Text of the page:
God will forever be passionate for His own glory, and therefore He will forever be passionate for us in love. I would not want to worship a god that did not do the greatest thing but settled for less than perfection. That’s what God would do if He didn’t glory in Himself.

Or have we forgotten that He is a jealous God? Exodus 20.5 says specifically, along with Joshua 24.19, that He is a Jealous God.

Exodus 34.14 says that his NAME is Jealous.

Deuteronomy 4.24 says that He is a consuming fire, a jealous God.

Deuteronomy 32.16 says that He is stirred to jealousy with our worship of stranger gods.

Psalm 78.58 says that God is moved to jealousy with the idols in our lives.

Song of Solomon 8.6, “Set me as a seal upon you heart, as a seal upon your arm, for love is strong as death, jealousy is fierce as the grave. Its flashes are flashes of fire, the very flame of the Lord.”

1 Corinthians 10.22, “Shall we provoke the Lord to jealousy? Are we stronger than he?”

God’s passion for His glory is a powerful truth, He will not share it with anyone or any thing. And His love for us is based upon this reality. And that is extremely powerful. Yes, there is wrath in God; but the Bible never says, “God is wrath.” We have to provoke him to wrath, but we do not have to provoke him to love.” – Ray Ortlund. Love from the undeserving flows from who God is; this is why our deep love for others is so important.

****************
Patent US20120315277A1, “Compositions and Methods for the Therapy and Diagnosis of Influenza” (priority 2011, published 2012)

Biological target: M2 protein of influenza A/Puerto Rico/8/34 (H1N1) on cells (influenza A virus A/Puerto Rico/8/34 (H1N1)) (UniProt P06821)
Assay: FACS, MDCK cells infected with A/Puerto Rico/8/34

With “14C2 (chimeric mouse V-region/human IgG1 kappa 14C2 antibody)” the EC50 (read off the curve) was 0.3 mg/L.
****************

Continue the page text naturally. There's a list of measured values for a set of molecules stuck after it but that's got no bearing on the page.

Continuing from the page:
And in a comment by Joel Beeke, “What is love? How do you know if you are keeping Christ’s commandment to love your Christian brothers and sisters? How does a loving person treat others? Popular media often present love as feelings of attraction and pleasure, but such feelings rise and fall like mercury in a thermometer. We need love that is less like a thermometer and more like a thermostat—controlling our reactions rather than being controlled by them.

 

My Future Present

Words.

One of the disciplines that had been told me by a writing professor back in the day of collegiate craziness was to just begin by writing a page a day.  The content of it wasn’t important per se, but the style of writing was and the way in which words formed on paper needed to make sense to the common mind.  Cryptic words and useless phrases with enigmatic meanings were simple and easily done, but forming a cohesive thought, regardless of the thought itself, was important.  Or, very simply, I could have just made it up and assumed that somewhere along the lines my own presuppositions and insecurities needed to have more of a solid foundation for that statement rather than my own bizarre thoughts so I pushed it upon higher learning as the source.  Either way, it still holds true to me and from as far back as I can remember, I have told others to do the same; write a page a day.  Write about your favorite hat, the smell of leaves after it rains, the way your dog itches itself; anything and everything.  If you can make it seem interesting to someone, then perhaps you have a gift in writing.